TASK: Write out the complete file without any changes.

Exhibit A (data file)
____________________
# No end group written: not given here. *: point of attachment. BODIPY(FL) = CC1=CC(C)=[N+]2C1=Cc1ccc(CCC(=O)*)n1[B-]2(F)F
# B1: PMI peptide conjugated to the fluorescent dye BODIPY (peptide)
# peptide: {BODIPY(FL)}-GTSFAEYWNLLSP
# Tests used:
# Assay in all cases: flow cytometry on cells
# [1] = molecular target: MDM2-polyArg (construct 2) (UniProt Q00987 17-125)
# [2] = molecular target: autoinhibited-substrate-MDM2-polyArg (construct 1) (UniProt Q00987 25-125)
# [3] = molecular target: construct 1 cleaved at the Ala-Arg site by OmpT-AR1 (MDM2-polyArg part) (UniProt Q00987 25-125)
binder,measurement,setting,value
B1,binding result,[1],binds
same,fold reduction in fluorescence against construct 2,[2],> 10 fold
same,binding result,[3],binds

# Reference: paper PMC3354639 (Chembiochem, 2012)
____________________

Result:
# No end group written: not given here. *: point of attachment. BODIPY(FL) = CC1=CC(C)=[N+]2C1=Cc1ccc(CCC(=O)*)n1[B-]2(F)F
# B1: PMI peptide conjugated to the fluorescent dye BODIPY (peptide)
# peptide: {BODIPY(FL)}-GTSFAEYWNLLSP
# Tests used:
# Assay in all cases: flow cytometry on cells
# [1] = molecular target: MDM2-polyArg (construct 2) (UniProt Q00987 17-125)
# [2] = molecular target: autoinhibited-substrate-MDM2-polyArg (construct 1) (UniProt Q00987 25-125)
# [3] = molecular target: construct 1 cleaved at the Ala-Arg site by OmpT-AR1 (MDM2-polyArg part) (UniProt Q00987 25-125)
binder,measurement,setting,value
B1,binding result,[1],binds
same,fold reduction in fluorescence against construct 2,[2],> 10 fold
same,binding result,[3],binds

# Reference: paper PMC3354639 (Chembiochem, 2012)